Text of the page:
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Tuesday, May 14, 2013

Remembering Not to Forget

After 25 years, I'd like to think we've got this packing thing down. The camper has all the basics ready to go at a moment's notice: stove, dishes, canned food, tools. We throw in sleeping bags, clothes, drinks and the perishable food items and we're ready to go. Seems easy, right?

On a memorable trip to Tahoe, I got up the first morning to discover I had forgotten to pack underwear. I had enough socks to cover twice the number of days we planned to be out, but no undies. Facing the prospect of wearing the same pair for 6 days straight, I made Mark drive back to Truckee with me to the outlet mall. I endured "camping panty" jokes for years after that one.

After 10 hours of driving, just as we cruised into Death Valley for a week long camping trip, I asked Mark where he put our black bag. "I don't know, you were the one to pack it." "But I thought you grabbed it." The "black bag" is our catch all bag--the one that has toothpaste & toothbrushes, soap, shampoo, towels, sunscreen, and most importantly, my contact lens case and solution. I could have worn my glasses for the rest of the trip but they were...let's see... oh yeah, in the black bag. It was 5:00 pm at this point, and the only store within 50 miles closed at 6 o'clock. We raced to the gift shop just before closing and searched the shelves for any useful items. They had all the normal stuff: soap, shampoo, deodorant, even contact lens solution (all in travel size of course), but no contact cases. I settled for two shot glasses; one with a colorful map of California on the side, and the other with an old black and white photo of a dog and cowboy with the inscription "Designated Driver." They held my contacts that night, covered with aluminum foil to keep the dry desert air from evaporating the saline solution. I used the California one for the left lens, of course.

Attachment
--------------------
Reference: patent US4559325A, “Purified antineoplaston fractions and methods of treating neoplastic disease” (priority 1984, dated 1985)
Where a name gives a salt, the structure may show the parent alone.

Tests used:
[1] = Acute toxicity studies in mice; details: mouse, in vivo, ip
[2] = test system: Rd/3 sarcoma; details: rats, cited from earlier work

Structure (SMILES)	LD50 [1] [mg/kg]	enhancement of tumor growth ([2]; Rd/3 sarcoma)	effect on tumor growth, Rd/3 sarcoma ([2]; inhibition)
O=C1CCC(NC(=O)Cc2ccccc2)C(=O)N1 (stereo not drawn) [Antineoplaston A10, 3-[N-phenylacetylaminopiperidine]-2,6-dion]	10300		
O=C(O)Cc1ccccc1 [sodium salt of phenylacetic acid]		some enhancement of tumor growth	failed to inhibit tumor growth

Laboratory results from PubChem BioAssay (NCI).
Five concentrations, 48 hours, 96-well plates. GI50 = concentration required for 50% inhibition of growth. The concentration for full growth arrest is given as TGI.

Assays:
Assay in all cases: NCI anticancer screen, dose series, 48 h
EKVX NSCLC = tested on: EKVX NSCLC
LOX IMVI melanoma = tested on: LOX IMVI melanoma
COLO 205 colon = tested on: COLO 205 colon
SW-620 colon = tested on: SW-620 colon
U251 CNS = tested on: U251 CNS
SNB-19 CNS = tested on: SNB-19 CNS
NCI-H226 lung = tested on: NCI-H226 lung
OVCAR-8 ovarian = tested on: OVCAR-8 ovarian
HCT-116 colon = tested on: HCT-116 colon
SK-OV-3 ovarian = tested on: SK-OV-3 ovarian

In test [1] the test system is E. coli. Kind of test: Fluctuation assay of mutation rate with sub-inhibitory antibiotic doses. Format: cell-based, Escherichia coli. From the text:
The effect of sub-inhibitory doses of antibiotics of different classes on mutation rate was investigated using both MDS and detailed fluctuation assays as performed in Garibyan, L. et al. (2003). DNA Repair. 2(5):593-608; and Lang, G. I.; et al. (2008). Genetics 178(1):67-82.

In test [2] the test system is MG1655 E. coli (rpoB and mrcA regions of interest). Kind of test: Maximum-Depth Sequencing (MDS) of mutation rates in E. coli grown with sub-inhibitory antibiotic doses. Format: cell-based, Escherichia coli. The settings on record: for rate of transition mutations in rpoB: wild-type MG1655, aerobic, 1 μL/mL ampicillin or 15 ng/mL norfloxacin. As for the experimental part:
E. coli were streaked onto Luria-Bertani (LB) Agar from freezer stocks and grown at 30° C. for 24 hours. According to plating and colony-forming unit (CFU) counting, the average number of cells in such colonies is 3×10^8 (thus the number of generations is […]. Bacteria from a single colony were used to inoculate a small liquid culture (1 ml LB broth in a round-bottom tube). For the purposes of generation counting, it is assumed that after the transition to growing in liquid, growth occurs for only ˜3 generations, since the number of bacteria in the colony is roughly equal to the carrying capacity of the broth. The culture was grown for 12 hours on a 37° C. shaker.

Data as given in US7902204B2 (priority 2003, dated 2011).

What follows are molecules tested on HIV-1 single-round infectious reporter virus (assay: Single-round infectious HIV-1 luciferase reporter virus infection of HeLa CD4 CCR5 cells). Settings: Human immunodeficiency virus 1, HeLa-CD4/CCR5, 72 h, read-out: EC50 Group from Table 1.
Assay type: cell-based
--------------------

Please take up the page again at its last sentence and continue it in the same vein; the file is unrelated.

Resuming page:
An unusually hot Labor Day weekend in the redwoods turned into a sweltering nightmare when, inexplicably, we only brought hiking boots and long pants. We tried cooling our feet off in the river, but it was so hot the rocks blistered our bare feet when we walked across the beach to the water.

We used to make beef jerky before our trips, carefully marinating it in our own concoction of sauces, drying it in the oven and packing it up in air-tight bags. We'd put it in the truck cab to eat during the long driving days. Once, two or three days into a road trip, we realized we didn't have the jerky with us. After comparing notes about the mystery bits of plastic we had found on the living room floor, we realized our dog must have stolen it off the counter and eaten every single bit before we left. I just hope he was so dehydrated after that he got a headache--would have served him right.

On a long trip to Arizona and Utah, we did meticulous research about the parks we planned to visit, but failed to pack any maps for the route to and from our destinations. This was before smart phones and GPS. We stopped at a gas station and had to make due with one of those tourist maps, trying to decipher campgrounds between the cartoon gold miners and their mules.

We've shivered our way through long cold nights in the mountains having forgotten to bring an extra blanket. We've hiked all day in the hot sun with the promise of cold drinks awaiting us just to discover someone forgot to load them in the cooler (that would be me--it's my job to load the food. Oops.) Mark once forgot to pack shirts--he wore the same one for three days. He claimed it was better than the same underwear. I guess...

We're packing for a two week trip now. I've got lists going in every room: one for electronics, one for clothes, one stuck to the fridge detailing what I need to grab right before we leave. I'm pretty confident we won't be forgetting anything this time around. But when you leave at 4 am, it's hard to get your head in the game. I better bring some extra cash just in case. I hope I remember...

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